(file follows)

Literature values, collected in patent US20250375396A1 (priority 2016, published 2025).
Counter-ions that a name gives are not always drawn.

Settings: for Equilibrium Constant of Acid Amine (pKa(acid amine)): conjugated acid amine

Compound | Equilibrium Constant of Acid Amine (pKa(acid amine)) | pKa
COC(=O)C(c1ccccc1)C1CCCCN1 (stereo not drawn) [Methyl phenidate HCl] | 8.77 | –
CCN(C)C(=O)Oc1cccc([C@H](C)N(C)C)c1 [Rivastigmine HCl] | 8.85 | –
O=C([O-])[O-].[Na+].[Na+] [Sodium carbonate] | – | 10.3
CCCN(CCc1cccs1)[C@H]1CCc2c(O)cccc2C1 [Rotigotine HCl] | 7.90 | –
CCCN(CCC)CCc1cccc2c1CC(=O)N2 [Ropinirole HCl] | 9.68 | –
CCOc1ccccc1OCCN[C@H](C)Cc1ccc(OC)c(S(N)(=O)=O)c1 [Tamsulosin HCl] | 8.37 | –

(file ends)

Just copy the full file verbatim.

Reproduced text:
Literature values, collected in patent US20250375396A1 (priority 2016, published 2025).
Counter-ions that a name gives are not always drawn.

Settings: for Equilibrium Constant of Acid Amine (pKa(acid amine)): conjugated acid amine

Compound | Equilibrium Constant of Acid Amine (pKa(acid amine)) | pKa
COC(=O)C(c1ccccc1)C1CCCCN1 (stereo not drawn) [Methyl phenidate HCl] | 8.77 | –
CCN(C)C(=O)Oc1cccc([C@H](C)N(C)C)c1 [Rivastigmine HCl] | 8.85 | –
O=C([O-])[O-].[Na+].[Na+] [Sodium carbonate] | – | 10.3
CCCN(CCc1cccs1)[C@H]1CCc2c(O)cccc2C1 [Rotigotine HCl] | 7.90 | –
CCCN(CCC)CCc1cccc2c1CC(=O)N2 [Ropinirole HCl] | 9.68 | –
CCOc1ccccc1OCCN[C@H](C)Cc1ccc(OC)c(S(N)(=O)=O)c1 [Tamsulosin HCl] | 8.37 | –